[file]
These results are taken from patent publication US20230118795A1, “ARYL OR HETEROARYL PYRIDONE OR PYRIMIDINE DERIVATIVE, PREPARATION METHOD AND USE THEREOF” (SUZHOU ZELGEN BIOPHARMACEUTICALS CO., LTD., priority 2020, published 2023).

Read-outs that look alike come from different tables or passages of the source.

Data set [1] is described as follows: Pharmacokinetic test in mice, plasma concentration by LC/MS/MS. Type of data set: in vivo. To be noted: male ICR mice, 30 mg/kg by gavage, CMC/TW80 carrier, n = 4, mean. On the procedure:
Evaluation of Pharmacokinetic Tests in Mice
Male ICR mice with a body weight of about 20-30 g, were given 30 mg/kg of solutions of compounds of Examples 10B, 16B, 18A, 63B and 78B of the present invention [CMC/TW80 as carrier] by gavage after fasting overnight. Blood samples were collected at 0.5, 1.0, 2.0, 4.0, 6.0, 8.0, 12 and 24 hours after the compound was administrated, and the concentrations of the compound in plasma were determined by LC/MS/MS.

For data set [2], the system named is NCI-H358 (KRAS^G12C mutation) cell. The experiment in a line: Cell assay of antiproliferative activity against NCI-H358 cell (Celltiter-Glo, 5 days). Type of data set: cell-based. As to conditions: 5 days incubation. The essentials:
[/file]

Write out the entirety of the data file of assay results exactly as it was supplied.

These results are taken from patent publication US20230118795A1, “ARYL OR HETEROARYL PYRIDONE OR PYRIMIDINE DERIVATIVE, PREPARATION METHOD AND USE THEREOF” (SUZHOU ZELGEN BIOPHARMACEUTICALS CO., LTD., priority 2020, published 2023).

Read-outs that look alike come from different tables or passages of the source.

Data set [1] is described as follows: Pharmacokinetic test in mice, plasma concentration by LC/MS/MS. Type of data set: in vivo. To be noted: male ICR mice, 30 mg/kg by gavage, CMC/TW80 carrier, n = 4, mean. On the procedure:
Evaluation of Pharmacokinetic Tests in Mice
Male ICR mice with a body weight of about 20-30 g, were given 30 mg/kg of solutions of compounds of Examples 10B, 16B, 18A, 63B and 78B of the present invention [CMC/TW80 as carrier] by gavage after fasting overnight. Blood samples were collected at 0.5, 1.0, 2.0, 4.0, 6.0, 8.0, 12 and 24 hours after the compound was administrated, and the concentrations of the compound in plasma were determined by LC/MS/MS.

For data set [2], the system named is NCI-H358 (KRAS^G12C mutation) cell. The experiment in a line: Cell assay of antiproliferative activity against NCI-H358 cell (Celltiter-Glo, 5 days). Type of data set: cell-based. As to conditions: 5 days incubation. The essentials: